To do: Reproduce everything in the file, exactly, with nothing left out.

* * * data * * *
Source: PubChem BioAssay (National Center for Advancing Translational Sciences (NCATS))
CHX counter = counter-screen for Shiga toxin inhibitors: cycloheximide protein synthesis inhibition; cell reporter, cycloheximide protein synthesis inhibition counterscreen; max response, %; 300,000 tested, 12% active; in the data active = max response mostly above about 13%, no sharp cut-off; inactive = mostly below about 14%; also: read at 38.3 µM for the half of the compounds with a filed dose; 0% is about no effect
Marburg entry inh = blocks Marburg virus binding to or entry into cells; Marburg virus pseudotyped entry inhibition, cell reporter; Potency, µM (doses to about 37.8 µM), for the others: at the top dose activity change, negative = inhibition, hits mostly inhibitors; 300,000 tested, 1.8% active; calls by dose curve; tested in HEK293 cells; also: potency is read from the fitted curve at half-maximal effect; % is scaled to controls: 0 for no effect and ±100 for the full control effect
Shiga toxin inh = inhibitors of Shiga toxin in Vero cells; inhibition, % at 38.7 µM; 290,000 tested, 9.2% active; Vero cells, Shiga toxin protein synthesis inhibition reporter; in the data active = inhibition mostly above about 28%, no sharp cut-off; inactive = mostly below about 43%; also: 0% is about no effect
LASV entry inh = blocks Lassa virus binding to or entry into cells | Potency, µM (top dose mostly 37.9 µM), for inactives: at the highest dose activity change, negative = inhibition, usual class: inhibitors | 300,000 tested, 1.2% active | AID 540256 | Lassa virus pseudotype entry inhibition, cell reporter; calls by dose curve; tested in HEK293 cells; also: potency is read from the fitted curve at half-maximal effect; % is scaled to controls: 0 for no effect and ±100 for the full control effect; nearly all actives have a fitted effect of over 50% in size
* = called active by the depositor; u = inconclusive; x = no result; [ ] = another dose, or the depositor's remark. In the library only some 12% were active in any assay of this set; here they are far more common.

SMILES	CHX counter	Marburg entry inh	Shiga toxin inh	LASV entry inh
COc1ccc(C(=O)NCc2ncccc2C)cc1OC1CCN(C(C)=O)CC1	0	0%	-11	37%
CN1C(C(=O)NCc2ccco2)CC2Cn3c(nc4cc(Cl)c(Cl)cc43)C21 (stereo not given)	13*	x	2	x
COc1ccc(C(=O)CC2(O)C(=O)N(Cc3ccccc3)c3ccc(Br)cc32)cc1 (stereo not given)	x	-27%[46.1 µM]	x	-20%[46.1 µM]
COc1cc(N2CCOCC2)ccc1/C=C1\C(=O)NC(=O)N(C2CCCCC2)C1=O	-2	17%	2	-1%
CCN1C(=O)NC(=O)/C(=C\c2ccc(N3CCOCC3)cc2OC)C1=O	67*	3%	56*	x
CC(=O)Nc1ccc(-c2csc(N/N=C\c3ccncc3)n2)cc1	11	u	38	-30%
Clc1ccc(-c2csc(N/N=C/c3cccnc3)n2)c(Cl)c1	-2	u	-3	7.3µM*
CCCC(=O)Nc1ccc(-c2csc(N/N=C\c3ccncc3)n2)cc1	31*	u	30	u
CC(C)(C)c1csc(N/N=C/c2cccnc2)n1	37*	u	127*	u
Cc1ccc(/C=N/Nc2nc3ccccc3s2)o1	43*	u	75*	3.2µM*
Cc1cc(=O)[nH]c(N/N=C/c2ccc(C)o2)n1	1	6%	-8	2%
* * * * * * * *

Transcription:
Source: PubChem BioAssay (National Center for Advancing Translational Sciences (NCATS))
CHX counter = counter-screen for Shiga toxin inhibitors: cycloheximide protein synthesis inhibition; cell reporter, cycloheximide protein synthesis inhibition counterscreen; max response, %; 300,000 tested, 12% active; in the data active = max response mostly above about 13%, no sharp cut-off; inactive = mostly below about 14%; also: read at 38.3 µM for the half of the compounds with a filed dose; 0% is about no effect
Marburg entry inh = blocks Marburg virus binding to or entry into cells; Marburg virus pseudotyped entry inhibition, cell reporter; Potency, µM (doses to about 37.8 µM), for the others: at the top dose activity change, negative = inhibition, hits mostly inhibitors; 300,000 tested, 1.8% active; calls by dose curve; tested in HEK293 cells; also: potency is read from the fitted curve at half-maximal effect; % is scaled to controls: 0 for no effect and ±100 for the full control effect
Shiga toxin inh = inhibitors of Shiga toxin in Vero cells; inhibition, % at 38.7 µM; 290,000 tested, 9.2% active; Vero cells, Shiga toxin protein synthesis inhibition reporter; in the data active = inhibition mostly above about 28%, no sharp cut-off; inactive = mostly below about 43%; also: 0% is about no effect
LASV entry inh = blocks Lassa virus binding to or entry into cells | Potency, µM (top dose mostly 37.9 µM), for inactives: at the highest dose activity change, negative = inhibition, usual class: inhibitors | 300,000 tested, 1.2% active | AID 540256 | Lassa virus pseudotype entry inhibition, cell reporter; calls by dose curve; tested in HEK293 cells; also: potency is read from the fitted curve at half-maximal effect; % is scaled to controls: 0 for no effect and ±100 for the full control effect; nearly all actives have a fitted effect of over 50% in size
* = called active by the depositor; u = inconclusive; x = no result; [ ] = another dose, or the depositor's remark. In the library only some 12% were active in any assay of this set; here they are far more common.

SMILES	CHX counter	Marburg entry inh	Shiga toxin inh	LASV entry inh
COc1ccc(C(=O)NCc2ncccc2C)cc1OC1CCN(C(C)=O)CC1	0	0%	-11	37%
CN1C(C(=O)NCc2ccco2)CC2Cn3c(nc4cc(Cl)c(Cl)cc43)C21 (stereo not given)	13*	x	2	x
COc1ccc(C(=O)CC2(O)C(=O)N(Cc3ccccc3)c3ccc(Br)cc32)cc1 (stereo not given)	x	-27%[46.1 µM]	x	-20%[46.1 µM]
COc1cc(N2CCOCC2)ccc1/C=C1\C(=O)NC(=O)N(C2CCCCC2)C1=O	-2	17%	2	-1%
CCN1C(=O)NC(=O)/C(=C\c2ccc(N3CCOCC3)cc2OC)C1=O	67*	3%	56*	x
CC(=O)Nc1ccc(-c2csc(N/N=C\c3ccncc3)n2)cc1	11	u	38	-30%
Clc1ccc(-c2csc(N/N=C/c3cccnc3)n2)c(Cl)c1	-2	u	-3	7.3µM*
CCCC(=O)Nc1ccc(-c2csc(N/N=C\c3ccncc3)n2)cc1	31*	u	30	u
CC(C)(C)c1csc(N/N=C/c2cccnc2)n1	37*	u	127*	u
Cc1ccc(/C=N/Nc2nc3ccccc3s2)o1	43*	u	75*	3.2µM*
Cc1cc(=O)[nH]c(N/N=C/c2ccc(C)o2)n1	1	6%	-8	2%